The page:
What’s Out There?
For parents with a newly diagnosed child or family member on the autism spectrum, getting access to the right information on the subject can be a challenging task. For many individuals, this will be the first time caring for someone with autism; and because of this, guidance could be needed. As the prevalence of individuals diagnosed continues to rise, as does the number of people directly and indirectly affected by this disability. Luckily, there are many people, programs, and organizations in place to help families in these circumstances.
Some of the first people you can talk to are your child’s pediatrician or diagnosing psychologist. They are a good resource to point you in the right direction of other professionals and programs providing assistance. After the evaluation process, most developmental pediatricians and psychologists will recommend information to look into aiding in the treatment of ASD (Autism Spectrum Disorder). Typically, services such as ABA therapy, speech, and even occupational therapy are recommended for treatment, however, doctors may not always have a long list of therapy providers for you to call. Of course parents can head online and start searching away, clicking on different websites, and calling numbers; however, there are many autism-specific websites created to help your child thrive and reach their full potential.
Many different organizations provide support for families in need. Some of the supports provided can include updated information on autism spectrum disorder, ideas for different therapy options, specialty provider directories, educational resources, and networking opportunities. For families who may not be familiar with autism, such organizations can be life-changing to educate and assist in knowing how to provide a good quality of life for loved ones. Most of these organizations are nationwide, however, some are local as well. Make sure to check online for the most up-to-date information.
There are a few national resources that we recommend checking out, the first one is Autism Speaks, an organization dedicated to creating an inclusive world for all individuals with autism through advocacy, services, support, and research. Another trusted organization supporting the autism community is Autism Society, which strives to empower individuals and families to make informed decisions, get access to support, and programming, all while creating meaningful connections.
A simple online search could do if you’d prefer to spend hours of your time searching the web. However, it is great to start with national organizations such as the ones mentioned above to help narrow the search and provide informative resources. Depending on where you live, there could be state or county resources available to you as well. The benefits of checking out local resources can include finding autism-friendly events in the area, parent support meetups, or even updated news on regulations and laws surrounding special education and individuals with disabilities.
Here at Ally Behavior Centers, our facilities are conveniently located to serve families in the Washington D.C. metro area. The families who come to our centers mostly reside in Maryland, Virginia, and the District of Columbia. This area is packed with a wealth of resources available to support you and your child’s growth. The Arc is the largest national community-based organization advocating for people with intellectual and developmental disabilities. They have hundreds of chapters all throughout the United States and their headquarters is right here in Washington D.C. The Arc provides services, support, and advocacy for individuals and their families of all ages. Feel free to check online to see if there is a chapter close to you!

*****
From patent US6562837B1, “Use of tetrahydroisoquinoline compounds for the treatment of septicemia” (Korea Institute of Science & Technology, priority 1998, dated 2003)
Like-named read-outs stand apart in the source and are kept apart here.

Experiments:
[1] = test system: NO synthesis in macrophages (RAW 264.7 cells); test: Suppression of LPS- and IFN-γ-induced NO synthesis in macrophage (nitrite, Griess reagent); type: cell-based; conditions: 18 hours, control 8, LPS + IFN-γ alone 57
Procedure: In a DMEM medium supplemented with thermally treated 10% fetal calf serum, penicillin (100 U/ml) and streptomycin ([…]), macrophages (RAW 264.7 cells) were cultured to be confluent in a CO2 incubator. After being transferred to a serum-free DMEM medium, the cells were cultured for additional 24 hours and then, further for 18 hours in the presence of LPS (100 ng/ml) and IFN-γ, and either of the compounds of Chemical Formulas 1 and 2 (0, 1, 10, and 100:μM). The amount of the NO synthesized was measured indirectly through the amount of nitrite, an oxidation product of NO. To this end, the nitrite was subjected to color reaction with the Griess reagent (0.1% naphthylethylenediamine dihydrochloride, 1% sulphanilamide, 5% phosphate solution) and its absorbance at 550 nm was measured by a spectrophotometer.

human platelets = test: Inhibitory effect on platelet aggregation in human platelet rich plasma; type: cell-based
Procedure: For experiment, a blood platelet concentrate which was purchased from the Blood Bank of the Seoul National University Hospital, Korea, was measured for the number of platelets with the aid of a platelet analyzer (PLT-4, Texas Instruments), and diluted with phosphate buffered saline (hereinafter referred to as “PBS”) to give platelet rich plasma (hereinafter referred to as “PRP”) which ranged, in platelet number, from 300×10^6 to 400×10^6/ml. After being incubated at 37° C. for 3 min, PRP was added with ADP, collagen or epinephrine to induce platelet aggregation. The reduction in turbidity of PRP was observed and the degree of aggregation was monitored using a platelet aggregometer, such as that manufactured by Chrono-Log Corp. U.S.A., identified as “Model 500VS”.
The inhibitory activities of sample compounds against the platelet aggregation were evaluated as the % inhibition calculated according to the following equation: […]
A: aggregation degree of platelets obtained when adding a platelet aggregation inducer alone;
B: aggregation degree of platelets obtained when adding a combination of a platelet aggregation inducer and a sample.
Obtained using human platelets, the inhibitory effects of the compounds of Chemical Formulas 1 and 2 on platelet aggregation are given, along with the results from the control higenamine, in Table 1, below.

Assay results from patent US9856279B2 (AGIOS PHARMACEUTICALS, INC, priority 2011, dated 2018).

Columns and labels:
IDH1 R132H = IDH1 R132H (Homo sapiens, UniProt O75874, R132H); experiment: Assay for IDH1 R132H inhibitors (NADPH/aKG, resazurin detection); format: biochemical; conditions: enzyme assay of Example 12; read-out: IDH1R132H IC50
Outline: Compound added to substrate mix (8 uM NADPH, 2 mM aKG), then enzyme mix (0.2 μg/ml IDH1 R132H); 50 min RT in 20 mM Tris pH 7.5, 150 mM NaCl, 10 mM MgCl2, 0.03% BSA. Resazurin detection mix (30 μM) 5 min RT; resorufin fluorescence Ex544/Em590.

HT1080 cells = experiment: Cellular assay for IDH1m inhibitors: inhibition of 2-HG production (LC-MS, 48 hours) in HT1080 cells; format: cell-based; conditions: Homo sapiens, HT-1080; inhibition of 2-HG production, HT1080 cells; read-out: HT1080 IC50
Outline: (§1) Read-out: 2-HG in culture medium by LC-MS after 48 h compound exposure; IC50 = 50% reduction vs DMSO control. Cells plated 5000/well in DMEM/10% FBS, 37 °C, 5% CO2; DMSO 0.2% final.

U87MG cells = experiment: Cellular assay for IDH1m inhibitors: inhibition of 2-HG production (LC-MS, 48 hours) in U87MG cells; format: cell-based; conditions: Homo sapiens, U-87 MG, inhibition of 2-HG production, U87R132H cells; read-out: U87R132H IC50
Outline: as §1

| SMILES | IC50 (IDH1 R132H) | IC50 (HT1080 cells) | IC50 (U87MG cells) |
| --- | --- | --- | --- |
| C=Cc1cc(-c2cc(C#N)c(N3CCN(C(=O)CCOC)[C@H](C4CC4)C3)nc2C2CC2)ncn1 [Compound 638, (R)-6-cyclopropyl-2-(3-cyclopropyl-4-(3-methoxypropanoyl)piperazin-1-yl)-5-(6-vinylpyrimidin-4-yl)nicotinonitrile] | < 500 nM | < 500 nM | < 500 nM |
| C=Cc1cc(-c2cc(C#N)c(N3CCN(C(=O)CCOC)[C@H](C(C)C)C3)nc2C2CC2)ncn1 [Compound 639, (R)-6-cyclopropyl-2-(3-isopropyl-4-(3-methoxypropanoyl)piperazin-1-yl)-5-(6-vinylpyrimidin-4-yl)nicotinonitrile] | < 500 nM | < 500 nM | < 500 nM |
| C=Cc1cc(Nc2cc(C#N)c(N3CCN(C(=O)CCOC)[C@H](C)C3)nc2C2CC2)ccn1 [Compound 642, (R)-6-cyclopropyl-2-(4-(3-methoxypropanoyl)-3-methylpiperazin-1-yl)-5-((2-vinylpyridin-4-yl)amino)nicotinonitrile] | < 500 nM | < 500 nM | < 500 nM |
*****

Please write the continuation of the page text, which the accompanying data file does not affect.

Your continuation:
In Maryland, Pathfinders For Autism is the state’s largest autism organization, which provides training, resources, and activities, many of which are free of charge. Their statewide provider database is an amazing tool for residents searching for ABA services and more. For Northern Virginia residents, the Autism Society of Northern Virginia (ASNV) works to improve lives and build community for over 5,000 individuals and families affected by autism. ASNV is also a chapter of the larger Autism Society, and with more than 90 locations nationwide; they have become one of the most trusted sources for reliable information about autism since 1965. For Washington D.C. residents, DC Autism Parents can be a helpful guide to finding services, in addition to, https://dctransition.org/documents/DCAP_Autism_Resource_Guide.pdf an autism resources guide with providers servicing families who live in Washington D.C.
When accessing and using this information to make informed decisions, it’s best to discuss plans with any adults involved; this could include all parents, the individual themselves, other family members, educational consultants, or maybe even your child’s pediatrician if appropriate. There are so many resources out there, many more than we are able to cover in this article. Please feel free to check out all of the resources listed on the “Resources & Research” page of our website (https://allybehavior.com/resources-research/).
Lastly, if you are a service provider or organization supporting those with autism in any way, contact us at email@example.com so we can review your offering and add you to our growing list of resources! With access to robust resources, the goal is for families to feel equipped and empowered to support their loved ones.